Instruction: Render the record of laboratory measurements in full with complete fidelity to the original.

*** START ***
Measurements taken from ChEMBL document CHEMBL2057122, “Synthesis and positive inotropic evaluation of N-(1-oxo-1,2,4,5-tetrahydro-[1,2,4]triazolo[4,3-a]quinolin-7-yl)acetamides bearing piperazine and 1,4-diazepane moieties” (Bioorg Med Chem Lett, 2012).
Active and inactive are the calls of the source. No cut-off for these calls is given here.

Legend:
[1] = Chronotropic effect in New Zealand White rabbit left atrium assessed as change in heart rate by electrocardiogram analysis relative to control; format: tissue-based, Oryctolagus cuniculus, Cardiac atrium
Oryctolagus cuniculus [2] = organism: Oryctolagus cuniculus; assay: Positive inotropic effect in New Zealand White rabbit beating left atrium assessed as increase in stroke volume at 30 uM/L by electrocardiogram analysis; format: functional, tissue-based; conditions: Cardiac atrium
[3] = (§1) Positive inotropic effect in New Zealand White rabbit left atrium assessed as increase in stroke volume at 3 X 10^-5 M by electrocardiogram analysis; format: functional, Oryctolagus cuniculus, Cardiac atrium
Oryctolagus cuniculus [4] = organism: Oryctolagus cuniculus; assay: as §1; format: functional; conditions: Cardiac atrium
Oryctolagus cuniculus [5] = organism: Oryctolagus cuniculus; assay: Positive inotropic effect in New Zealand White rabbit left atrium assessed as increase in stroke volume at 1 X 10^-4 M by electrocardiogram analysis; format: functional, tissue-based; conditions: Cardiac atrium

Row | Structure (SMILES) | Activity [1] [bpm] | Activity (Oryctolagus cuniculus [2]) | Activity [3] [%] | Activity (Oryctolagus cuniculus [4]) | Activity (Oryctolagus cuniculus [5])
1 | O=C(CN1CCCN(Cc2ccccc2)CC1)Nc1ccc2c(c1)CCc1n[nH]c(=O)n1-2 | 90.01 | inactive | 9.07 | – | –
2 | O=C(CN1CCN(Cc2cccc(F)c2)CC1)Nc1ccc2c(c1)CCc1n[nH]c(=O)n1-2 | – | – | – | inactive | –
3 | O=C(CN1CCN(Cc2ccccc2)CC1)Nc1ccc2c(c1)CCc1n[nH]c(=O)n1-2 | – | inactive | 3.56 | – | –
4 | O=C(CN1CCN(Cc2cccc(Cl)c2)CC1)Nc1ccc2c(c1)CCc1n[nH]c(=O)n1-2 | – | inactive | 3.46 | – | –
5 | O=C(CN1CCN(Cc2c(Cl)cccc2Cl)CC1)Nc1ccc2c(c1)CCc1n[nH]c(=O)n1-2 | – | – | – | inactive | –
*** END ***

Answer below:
Measurements taken from ChEMBL document CHEMBL2057122, “Synthesis and positive inotropic evaluation of N-(1-oxo-1,2,4,5-tetrahydro-[1,2,4]triazolo[4,3-a]quinolin-7-yl)acetamides bearing piperazine and 1,4-diazepane moieties” (Bioorg Med Chem Lett, 2012).
Active and inactive are the calls of the source. No cut-off for these calls is given here.

Legend:
[1] = Chronotropic effect in New Zealand White rabbit left atrium assessed as change in heart rate by electrocardiogram analysis relative to control; format: tissue-based, Oryctolagus cuniculus, Cardiac atrium
Oryctolagus cuniculus [2] = organism: Oryctolagus cuniculus; assay: Positive inotropic effect in New Zealand White rabbit beating left atrium assessed as increase in stroke volume at 30 uM/L by electrocardiogram analysis; format: functional, tissue-based; conditions: Cardiac atrium
[3] = (§1) Positive inotropic effect in New Zealand White rabbit left atrium assessed as increase in stroke volume at 3 X 10^-5 M by electrocardiogram analysis; format: functional, Oryctolagus cuniculus, Cardiac atrium
Oryctolagus cuniculus [4] = organism: Oryctolagus cuniculus; assay: as §1; format: functional; conditions: Cardiac atrium
Oryctolagus cuniculus [5] = organism: Oryctolagus cuniculus; assay: Positive inotropic effect in New Zealand White rabbit left atrium assessed as increase in stroke volume at 1 X 10^-4 M by electrocardiogram analysis; format: functional, tissue-based; conditions: Cardiac atrium

Row | Structure (SMILES) | Activity [1] [bpm] | Activity (Oryctolagus cuniculus [2]) | Activity [3] [%] | Activity (Oryctolagus cuniculus [4]) | Activity (Oryctolagus cuniculus [5])
1 | O=C(CN1CCCN(Cc2ccccc2)CC1)Nc1ccc2c(c1)CCc1n[nH]c(=O)n1-2 | 90.01 | inactive | 9.07 | – | –
2 | O=C(CN1CCN(Cc2cccc(F)c2)CC1)Nc1ccc2c(c1)CCc1n[nH]c(=O)n1-2 | – | – | – | inactive | –
3 | O=C(CN1CCN(Cc2ccccc2)CC1)Nc1ccc2c(c1)CCc1n[nH]c(=O)n1-2 | – | inactive | 3.56 | – | –
4 | O=C(CN1CCN(Cc2cccc(Cl)c2)CC1)Nc1ccc2c(c1)CCc1n[nH]c(=O)n1-2 | – | inactive | 3.46 | – | –
5 | O=C(CN1CCN(Cc2c(Cl)cccc2Cl)CC1)Nc1ccc2c(c1)CCc1n[nH]c(=O)n1-2 | – | – | – | inactive | –